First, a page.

America’s Army simulates a small squad in today’s type of small unit warfare. The missions vary in many ways with many objectives. In some you simply have to make it from point A to point B, while others you have to infiltrate a compound to retrieve data from a computer. Or rescue a POW. In later missions you have multiple objectives. For example, one of them being to make contact with an informant, then your objective changes to locating a briefcase, then finally culminates in getting away to a certain point with the brief case. All along, the other team is usually tasked to stop you, or protect the vital information. There are so many missions and maps that you can’t get bored with this game once you’re into it. Updates arrive about every six months.
The downside of America’s Army really isn’t the fault of the game, but more the fault of human behavior. As I mentioned earlier, since there’s no AI characters and everyone you work with or do battle with is a human, humans can ruin this game more than bugs or in game problems. Sure, the programmers need to find a way to stop some of these exploits, but humans will always find a way to cheat the system and ruin the game play. America’s Army is protected by Punkbuster technology. It works well, but humans are always one step ahead so Punkbuster needs updating almost every few days of play. Like I said, you have the “Rambo” type of player that is just so good that he doesn’t want to work as a team player, or go for an objective. He wants to virtually hunt — then kill — the enemy. Then you have gamers who know the map too well. They know the spawn points of the enemy and they enter the game by throwing fragmentation grenades or shooting M203 rounds to the known enemy spawn points (or the known choke areas).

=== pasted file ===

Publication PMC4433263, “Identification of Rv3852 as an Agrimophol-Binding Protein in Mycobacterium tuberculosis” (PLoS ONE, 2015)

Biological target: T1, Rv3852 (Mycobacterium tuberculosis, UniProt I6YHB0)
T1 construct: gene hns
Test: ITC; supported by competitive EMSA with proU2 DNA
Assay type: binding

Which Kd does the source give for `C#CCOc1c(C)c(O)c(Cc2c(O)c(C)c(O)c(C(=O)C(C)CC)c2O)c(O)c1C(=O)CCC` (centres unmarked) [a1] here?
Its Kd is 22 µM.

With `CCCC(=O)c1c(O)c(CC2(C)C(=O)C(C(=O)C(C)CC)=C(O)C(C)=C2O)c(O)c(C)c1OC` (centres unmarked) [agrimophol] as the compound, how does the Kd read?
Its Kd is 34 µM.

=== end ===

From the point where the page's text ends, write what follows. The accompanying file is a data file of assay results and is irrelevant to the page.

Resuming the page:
The newer maps/missions have addressed this problem somewhat by adding random spawn points. But sometimes the spawn points are so randomly close to each other that an engagement begins within 10 seconds of the game’s start. That does not give a team the time to develop or start a tactical plan. I would love to see more open, larger maps, with many avenues of approach to an objective. This would give the assault team more options for proper military tactics, and force the defense team to actually defend the objective instead of going out on there hunt. Remember, on most missions you’re not supposed to know what direction the enemy is coming from — but you do — and naturally you play to that advantage.
I also have a problem with the suppressive fire. The game supposedly models that if you’ve taken fire near your location. Your ability to stabilize and return fire is reduced. However, many times I will see an enemy in the open and will engage with suppressive fire with my M249 SAW. I watch them stop, turn, and shoot me dead. Suppressive fire needs to be addressed a little more in the next major update or upgrade.
Two new features in the latest version are long overdue. A server administrator can make certain players “player admins”. These guys can bring up the server information and settings with the “F12” key. They can then change the rules, server settings, kick or ban players. They can also change the maps and number of games in a round. They can instant message other players in the game. I use this to tell the “Rambos” to play the game as a team — or leave. They usually comply… or they get booted off the server. It’s a fantastic tool as long as it’s not abused by the player or admin(s).
The second feature is the new tournament mode. You put the server in tournament mode using the “F12” key, then select your maps and number of games per round. Then two clans or gaming groups can join each side with there own password. The game starts with a 60 second “free tour” of the map, so your team can do it’s planning, again usually over Teamspeak comms. Once the free tour is over, the match starts. It changes sides automatically, and then outputs a log of the tournament results. An incredible tool for clans and competing groups.